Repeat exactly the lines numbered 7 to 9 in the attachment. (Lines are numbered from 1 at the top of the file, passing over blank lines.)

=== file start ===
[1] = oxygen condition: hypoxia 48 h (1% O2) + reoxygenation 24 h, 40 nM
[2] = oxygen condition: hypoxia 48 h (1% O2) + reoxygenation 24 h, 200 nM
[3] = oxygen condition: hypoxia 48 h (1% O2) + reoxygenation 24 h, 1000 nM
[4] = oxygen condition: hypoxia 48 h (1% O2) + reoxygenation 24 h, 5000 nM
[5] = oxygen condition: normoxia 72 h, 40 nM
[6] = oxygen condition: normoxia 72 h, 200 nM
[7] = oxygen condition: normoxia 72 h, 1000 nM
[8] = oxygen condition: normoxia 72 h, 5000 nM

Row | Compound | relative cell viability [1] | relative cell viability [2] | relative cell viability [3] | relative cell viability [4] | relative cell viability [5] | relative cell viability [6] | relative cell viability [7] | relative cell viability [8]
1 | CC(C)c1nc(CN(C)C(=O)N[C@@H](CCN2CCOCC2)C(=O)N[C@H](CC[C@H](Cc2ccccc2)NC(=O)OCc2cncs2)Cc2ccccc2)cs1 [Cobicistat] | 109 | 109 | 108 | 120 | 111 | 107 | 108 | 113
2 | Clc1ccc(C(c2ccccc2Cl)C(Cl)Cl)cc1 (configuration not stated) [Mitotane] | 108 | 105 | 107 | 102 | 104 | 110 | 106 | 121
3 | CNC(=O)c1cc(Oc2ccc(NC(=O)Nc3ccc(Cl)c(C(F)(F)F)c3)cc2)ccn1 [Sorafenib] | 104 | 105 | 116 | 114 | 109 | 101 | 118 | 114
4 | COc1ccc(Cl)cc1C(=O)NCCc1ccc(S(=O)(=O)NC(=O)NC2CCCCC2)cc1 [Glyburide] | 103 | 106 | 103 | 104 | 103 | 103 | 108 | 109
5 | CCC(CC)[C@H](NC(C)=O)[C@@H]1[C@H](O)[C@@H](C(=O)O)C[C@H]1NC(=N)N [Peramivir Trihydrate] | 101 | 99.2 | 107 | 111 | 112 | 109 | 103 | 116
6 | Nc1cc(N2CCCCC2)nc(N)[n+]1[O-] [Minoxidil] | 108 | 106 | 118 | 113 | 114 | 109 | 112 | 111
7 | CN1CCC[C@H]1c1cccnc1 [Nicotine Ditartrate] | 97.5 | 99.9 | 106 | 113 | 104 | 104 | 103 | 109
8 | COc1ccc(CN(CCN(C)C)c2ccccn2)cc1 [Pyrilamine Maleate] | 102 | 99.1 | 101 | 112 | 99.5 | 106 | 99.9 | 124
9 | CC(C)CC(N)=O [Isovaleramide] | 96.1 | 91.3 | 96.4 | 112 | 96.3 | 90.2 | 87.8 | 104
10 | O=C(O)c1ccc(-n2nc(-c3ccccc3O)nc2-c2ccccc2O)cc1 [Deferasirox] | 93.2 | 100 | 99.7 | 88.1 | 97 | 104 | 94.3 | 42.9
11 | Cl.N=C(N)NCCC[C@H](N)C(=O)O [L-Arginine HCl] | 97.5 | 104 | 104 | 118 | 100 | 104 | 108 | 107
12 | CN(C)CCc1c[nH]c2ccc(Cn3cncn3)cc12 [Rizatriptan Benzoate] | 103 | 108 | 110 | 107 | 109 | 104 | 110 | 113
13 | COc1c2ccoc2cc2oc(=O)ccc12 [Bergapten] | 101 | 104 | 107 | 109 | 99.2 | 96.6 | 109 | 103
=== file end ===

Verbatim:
[7] = oxygen condition: normoxia 72 h, 1000 nM
[8] = oxygen condition: normoxia 72 h, 5000 nM

Row | Compound | relative cell viability [1] | relative cell viability [2] | relative cell viability [3] | relative cell viability [4] | relative cell viability [5] | relative cell viability [6] | relative cell viability [7] | relative cell viability [8]